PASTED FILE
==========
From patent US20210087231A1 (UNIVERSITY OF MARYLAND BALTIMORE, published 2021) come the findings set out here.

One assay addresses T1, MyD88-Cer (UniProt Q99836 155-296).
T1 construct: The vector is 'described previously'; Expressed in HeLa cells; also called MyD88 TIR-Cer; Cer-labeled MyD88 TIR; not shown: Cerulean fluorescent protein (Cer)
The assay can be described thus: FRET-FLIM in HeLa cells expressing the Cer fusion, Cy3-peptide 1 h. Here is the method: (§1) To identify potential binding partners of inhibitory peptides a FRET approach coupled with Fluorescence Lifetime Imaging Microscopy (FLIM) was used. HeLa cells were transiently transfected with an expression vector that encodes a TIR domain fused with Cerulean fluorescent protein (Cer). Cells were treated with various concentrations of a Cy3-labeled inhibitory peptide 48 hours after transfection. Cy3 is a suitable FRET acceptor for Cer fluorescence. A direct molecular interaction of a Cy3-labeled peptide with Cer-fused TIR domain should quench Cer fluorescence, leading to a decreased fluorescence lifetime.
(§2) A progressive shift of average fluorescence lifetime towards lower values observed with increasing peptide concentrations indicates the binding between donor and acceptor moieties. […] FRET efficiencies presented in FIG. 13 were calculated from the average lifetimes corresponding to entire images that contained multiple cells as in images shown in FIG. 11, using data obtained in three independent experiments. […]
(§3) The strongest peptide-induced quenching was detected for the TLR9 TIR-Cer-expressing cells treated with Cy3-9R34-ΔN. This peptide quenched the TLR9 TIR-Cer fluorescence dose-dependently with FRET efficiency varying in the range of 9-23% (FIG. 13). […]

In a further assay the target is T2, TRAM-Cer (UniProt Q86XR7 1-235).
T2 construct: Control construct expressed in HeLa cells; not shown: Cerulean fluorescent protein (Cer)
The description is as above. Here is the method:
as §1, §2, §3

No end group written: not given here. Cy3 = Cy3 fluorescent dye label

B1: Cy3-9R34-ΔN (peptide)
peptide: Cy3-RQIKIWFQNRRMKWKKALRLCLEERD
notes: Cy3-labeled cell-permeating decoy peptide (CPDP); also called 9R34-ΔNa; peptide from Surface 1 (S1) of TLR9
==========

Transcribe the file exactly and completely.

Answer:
From patent US20210087231A1 (UNIVERSITY OF MARYLAND BALTIMORE, published 2021) come the findings set out here.

One assay addresses T1, MyD88-Cer (UniProt Q99836 155-296).
T1 construct: The vector is 'described previously'; Expressed in HeLa cells; also called MyD88 TIR-Cer; Cer-labeled MyD88 TIR; not shown: Cerulean fluorescent protein (Cer)
The assay can be described thus: FRET-FLIM in HeLa cells expressing the Cer fusion, Cy3-peptide 1 h. Here is the method: (§1) To identify potential binding partners of inhibitory peptides a FRET approach coupled with Fluorescence Lifetime Imaging Microscopy (FLIM) was used. HeLa cells were transiently transfected with an expression vector that encodes a TIR domain fused with Cerulean fluorescent protein (Cer). Cells were treated with various concentrations of a Cy3-labeled inhibitory peptide 48 hours after transfection. Cy3 is a suitable FRET acceptor for Cer fluorescence. A direct molecular interaction of a Cy3-labeled peptide with Cer-fused TIR domain should quench Cer fluorescence, leading to a decreased fluorescence lifetime.
(§2) A progressive shift of average fluorescence lifetime towards lower values observed with increasing peptide concentrations indicates the binding between donor and acceptor moieties. […] FRET efficiencies presented in FIG. 13 were calculated from the average lifetimes corresponding to entire images that contained multiple cells as in images shown in FIG. 11, using data obtained in three independent experiments. […]
(§3) The strongest peptide-induced quenching was detected for the TLR9 TIR-Cer-expressing cells treated with Cy3-9R34-ΔN. This peptide quenched the TLR9 TIR-Cer fluorescence dose-dependently with FRET efficiency varying in the range of 9-23% (FIG. 13). […]

In a further assay the target is T2, TRAM-Cer (UniProt Q86XR7 1-235).
T2 construct: Control construct expressed in HeLa cells; not shown: Cerulean fluorescent protein (Cer)
The description is as above. Here is the method:
as §1, §2, §3

No end group written: not given here. Cy3 = Cy3 fluorescent dye label

B1: Cy3-9R34-ΔN (peptide)
peptide: Cy3-RQIKIWFQNRRMKWKKALRLCLEERD
notes: Cy3-labeled cell-permeating decoy peptide (CPDP); also called 9R34-ΔNa; peptide from Surface 1 (S1) of TLR9